Periodically I will add posts here if the sources provide additioanl informaiton on how to think about and deal with Dementia/ Alzheimer's Disease.
SCROLL DOWN FOR TEXT and BIBLIOGRAPHY from DAI WEBINAR 2/22-23/2017. You can also find this information on my website: www.horvich.com
Even though this blog is now dormant (see info below) there are many useful, insightful posts. Scroll back from the end or forward from the beginning. My guess is that you could spend a lot of time here and maybe learn or experience a thing or two about living with and loving someone with Dementia/Alzheimer's or maybe come away with the feeling that "you are not alone" in YOUR work with the same!
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THIS WAS THE FINAL POST TO THIS SITE BEFORE IT WENT DORMANT.
Happy New Year 2016. With a new year comes new beginnings and sometimes endings. If I am personally progressing and if I am doing a good job in my grieving Gregory's death; if I have been able to learn my lessons in living and loving someone diagnosed with Dementia/ Alzheimer's; if I am to get on with my life ... I need to bring this Alzheimer's blog to an end since my writing has been dealing less with Dementia/ Alzheimer's and more with life after Dementia/ Alzheimer's.
Of course, I will always continue to work for and support fair treatment on behalf of people with Dementia/ Alzheimer's and may post here from time to time. Also, there are many wonderful posts here through which you may browse.
With this change, I will continue and reinvigorate my "michael a. horvich writes" blog which deals with grieving Gregory's death, life lessons, personal experiences, observations, memoirs, dreams, and humor in essay and poetry, as well as an attempt now and then at sharing a piece of fiction.
Please follow me there by clicking http://mhorvich.blogspot.com or click the link located on the right side of this page.
Finally, COMMENTS are always important to me and you can still comment on the posts on this blog! CLICK "Comments" and sign in or use "Anonymous." Leave your name or initials if you wish so I'll know it's you? Check the "Notify Me" box to see my reply to you.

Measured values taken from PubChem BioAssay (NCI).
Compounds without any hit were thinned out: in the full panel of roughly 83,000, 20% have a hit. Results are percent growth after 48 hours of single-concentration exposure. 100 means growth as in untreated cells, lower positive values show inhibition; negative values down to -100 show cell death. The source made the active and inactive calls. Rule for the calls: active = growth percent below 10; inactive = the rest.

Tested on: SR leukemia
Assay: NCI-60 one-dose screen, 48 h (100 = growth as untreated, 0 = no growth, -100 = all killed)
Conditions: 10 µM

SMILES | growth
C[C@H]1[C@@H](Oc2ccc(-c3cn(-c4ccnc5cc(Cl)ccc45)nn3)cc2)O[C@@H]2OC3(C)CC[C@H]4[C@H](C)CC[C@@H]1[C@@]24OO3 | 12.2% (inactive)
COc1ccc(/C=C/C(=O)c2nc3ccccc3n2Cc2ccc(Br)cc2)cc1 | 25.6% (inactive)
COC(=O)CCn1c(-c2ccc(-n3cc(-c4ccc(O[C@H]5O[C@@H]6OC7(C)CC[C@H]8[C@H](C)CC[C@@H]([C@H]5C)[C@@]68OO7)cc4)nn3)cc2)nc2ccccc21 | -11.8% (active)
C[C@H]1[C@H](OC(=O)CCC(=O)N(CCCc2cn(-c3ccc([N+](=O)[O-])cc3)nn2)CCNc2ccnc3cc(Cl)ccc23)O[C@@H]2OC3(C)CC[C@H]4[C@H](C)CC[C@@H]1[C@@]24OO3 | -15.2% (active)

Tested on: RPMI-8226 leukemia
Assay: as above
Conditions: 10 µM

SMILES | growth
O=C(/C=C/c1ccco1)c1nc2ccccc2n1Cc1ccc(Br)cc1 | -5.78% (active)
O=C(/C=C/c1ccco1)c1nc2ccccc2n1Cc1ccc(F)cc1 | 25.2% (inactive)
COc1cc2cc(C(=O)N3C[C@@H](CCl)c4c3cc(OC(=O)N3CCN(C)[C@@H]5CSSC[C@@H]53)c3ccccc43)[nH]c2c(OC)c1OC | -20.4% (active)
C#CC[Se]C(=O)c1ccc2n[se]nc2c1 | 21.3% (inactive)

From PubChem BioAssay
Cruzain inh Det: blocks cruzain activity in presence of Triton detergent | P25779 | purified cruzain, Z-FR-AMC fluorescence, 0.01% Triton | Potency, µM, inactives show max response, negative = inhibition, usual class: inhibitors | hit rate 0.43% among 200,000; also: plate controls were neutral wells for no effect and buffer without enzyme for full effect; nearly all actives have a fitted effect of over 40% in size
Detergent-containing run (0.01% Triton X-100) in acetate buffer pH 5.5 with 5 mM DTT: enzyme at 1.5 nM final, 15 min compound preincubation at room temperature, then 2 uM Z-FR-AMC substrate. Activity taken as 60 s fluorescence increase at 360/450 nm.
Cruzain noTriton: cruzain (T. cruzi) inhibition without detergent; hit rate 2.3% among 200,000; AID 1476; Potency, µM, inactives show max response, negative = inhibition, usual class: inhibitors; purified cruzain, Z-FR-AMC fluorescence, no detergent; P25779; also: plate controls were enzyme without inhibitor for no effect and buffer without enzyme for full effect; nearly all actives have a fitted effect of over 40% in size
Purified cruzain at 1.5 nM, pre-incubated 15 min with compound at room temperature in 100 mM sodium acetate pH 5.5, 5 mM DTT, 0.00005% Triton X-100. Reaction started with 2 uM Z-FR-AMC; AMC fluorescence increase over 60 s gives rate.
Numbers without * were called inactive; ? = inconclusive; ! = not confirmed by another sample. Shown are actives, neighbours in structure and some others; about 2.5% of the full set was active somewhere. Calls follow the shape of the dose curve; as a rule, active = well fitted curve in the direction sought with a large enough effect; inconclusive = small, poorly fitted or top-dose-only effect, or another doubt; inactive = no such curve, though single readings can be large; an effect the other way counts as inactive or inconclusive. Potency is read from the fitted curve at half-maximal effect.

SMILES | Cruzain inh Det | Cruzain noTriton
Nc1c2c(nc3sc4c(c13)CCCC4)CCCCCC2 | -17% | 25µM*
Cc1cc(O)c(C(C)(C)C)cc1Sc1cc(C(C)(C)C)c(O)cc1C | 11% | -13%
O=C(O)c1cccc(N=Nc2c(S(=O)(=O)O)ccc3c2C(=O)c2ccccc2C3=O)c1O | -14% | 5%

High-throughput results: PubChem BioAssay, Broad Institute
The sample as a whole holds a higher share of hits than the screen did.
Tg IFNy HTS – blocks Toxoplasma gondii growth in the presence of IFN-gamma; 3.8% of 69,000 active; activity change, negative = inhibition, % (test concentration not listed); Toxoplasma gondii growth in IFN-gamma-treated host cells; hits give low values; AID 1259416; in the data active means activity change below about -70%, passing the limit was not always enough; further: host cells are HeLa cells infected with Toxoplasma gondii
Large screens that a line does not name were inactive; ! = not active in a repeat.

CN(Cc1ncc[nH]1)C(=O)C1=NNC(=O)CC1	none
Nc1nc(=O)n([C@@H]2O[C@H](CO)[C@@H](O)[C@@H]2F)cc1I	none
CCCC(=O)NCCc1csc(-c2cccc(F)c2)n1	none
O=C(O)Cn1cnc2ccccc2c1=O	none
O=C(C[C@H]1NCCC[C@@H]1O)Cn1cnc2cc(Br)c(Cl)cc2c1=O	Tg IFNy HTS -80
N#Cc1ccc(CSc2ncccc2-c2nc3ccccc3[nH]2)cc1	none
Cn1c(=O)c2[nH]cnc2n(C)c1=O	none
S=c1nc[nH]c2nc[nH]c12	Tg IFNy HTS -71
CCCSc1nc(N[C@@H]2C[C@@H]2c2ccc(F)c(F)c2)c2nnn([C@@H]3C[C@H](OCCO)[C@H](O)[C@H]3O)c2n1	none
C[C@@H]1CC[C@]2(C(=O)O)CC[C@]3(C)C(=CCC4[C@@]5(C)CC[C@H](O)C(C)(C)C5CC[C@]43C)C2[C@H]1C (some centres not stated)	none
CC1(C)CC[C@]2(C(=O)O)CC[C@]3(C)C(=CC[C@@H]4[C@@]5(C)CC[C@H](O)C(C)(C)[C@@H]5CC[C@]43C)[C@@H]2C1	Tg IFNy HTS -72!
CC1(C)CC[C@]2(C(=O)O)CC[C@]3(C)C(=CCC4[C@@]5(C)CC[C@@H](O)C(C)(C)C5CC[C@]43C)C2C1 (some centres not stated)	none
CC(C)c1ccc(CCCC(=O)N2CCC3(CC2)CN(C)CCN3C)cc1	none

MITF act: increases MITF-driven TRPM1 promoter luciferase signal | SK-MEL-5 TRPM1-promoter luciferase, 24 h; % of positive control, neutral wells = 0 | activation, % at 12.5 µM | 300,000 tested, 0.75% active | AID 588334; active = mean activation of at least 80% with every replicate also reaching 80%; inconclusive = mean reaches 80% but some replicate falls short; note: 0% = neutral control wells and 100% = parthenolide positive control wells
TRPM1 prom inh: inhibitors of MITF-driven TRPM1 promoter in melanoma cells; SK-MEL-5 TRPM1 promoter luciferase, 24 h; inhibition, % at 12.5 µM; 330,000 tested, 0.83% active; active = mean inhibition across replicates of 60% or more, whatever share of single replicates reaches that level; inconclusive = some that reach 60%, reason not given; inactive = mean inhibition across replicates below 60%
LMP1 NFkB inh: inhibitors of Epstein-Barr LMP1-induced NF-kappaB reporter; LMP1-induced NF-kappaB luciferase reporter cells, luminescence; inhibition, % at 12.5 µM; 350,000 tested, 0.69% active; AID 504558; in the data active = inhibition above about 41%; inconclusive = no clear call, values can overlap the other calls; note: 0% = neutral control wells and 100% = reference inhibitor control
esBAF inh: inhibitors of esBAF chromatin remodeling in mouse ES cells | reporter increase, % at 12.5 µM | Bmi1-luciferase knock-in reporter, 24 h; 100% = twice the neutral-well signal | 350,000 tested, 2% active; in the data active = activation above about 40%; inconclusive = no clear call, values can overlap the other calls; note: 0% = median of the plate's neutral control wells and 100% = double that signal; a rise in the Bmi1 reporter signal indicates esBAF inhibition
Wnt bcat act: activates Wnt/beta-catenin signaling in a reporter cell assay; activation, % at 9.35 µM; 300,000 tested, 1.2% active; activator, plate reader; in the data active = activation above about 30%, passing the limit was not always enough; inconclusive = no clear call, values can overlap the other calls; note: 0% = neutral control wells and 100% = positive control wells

Monday, March 31, 2014
Today at Lieberman
I sent Manny on a "break" so Gregory and I could be alone. Very often we just make "nice/nice" or sing or sit and watch South Pacific, the musical. Often I get there by mealtime and I sit with Manny or Alaksh and help Gregory with his lunch or dinner. Sometimes, if I am the only one there on that day, I will take turns feeding him and helping him feed himself.
I pulled his wheel chair as close to me, head on, as I could. "Can we talk?" I asked. "I love you so much and really miss you. You mean so much to me and I want you to know that I am here for you, to help you and to take care of you. I know that we both didn't expect it to be like this but this is our life now. I wish I could make it all better but we both know I cannot.
I hope you are happy here and know that everyone likes you and is taking good care of you. I am happy. I want you to know that. I hope you are happy too. The money is OK so we don't have to worry about that. Now that you are OKed for Medicaid, all of this help is free, we don't have to pay a penny. (Actually his Social Security money goes to support, in part, the Lieberman fees.)
I know you have forgiven me for the times when I was mean or angry. I know it wasn't your fault but I am just human. You have been a trooper through all of this and have been so accepting and loving.
I am not sure if you understand everything I am saying but I wanted to say it. You don't have to say anything to me because I can see all your love for me in your eyes. In your and my tears. It is OK for us to cry together. Then we can be happy again. Or maybe the tears are of happiness. Tears of love.
You are my love. You are my boyfriend. Your are my best friend. I love you so."
At this point I offered Gregory a tissue. I had been wiping both of our tears but now he put it to his nose and blew. Still knows how to do that. We held hands the entire time.
At one point I got on my knees in front of the wheel chair and laid my head in his lap. He put his hand on my head and patted me. It was not easy for him to control his muscles but he did it and we both felt good. I kissed him all over his face and sang, "Soft Kitty, Warm Kitty, Little Ball of Fur. Happy Kitty. Sleep Kitty. Purr. Purr. Purr."
This is the song that Dr. Sheldon Cooper's (from the TV series Big Bang Theory) mother used to sing to him when he was sick. It has become Gregory and my theme song. Often I will tip his chair back, put a pillow under his head, and sing him into a nap. Which I did after our talk. I also put a blanket over him because blankets are warming and comforting when taking a nap, even when you have Alzheimer's and even when you are in a wheel chair.
It was a good afternoon.